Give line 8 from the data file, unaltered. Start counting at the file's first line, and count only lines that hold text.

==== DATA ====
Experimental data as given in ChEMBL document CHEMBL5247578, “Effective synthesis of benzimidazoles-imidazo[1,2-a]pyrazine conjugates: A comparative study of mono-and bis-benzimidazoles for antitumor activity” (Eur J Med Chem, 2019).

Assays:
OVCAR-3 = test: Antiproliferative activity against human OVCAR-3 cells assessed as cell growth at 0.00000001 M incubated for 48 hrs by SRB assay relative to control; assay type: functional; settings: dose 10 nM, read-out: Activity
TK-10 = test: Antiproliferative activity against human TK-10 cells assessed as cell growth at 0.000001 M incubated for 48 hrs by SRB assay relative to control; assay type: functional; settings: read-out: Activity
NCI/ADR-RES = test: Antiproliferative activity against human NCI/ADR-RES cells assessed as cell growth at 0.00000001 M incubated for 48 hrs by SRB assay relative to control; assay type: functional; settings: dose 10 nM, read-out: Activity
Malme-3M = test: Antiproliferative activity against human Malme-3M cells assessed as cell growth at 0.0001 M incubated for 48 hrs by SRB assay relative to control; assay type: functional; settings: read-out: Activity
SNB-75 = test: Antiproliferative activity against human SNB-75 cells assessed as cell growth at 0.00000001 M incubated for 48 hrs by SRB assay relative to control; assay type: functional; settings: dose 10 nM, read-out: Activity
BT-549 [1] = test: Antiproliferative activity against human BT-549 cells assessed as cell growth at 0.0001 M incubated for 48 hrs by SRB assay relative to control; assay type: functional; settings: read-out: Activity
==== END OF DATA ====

BT-549 [1] = test: Antiproliferative activity against human BT-549 cells assessed as cell growth at 0.0001 M incubated for 48 hrs by SRB assay relative to control; assay type: functional; settings: read-out: Activity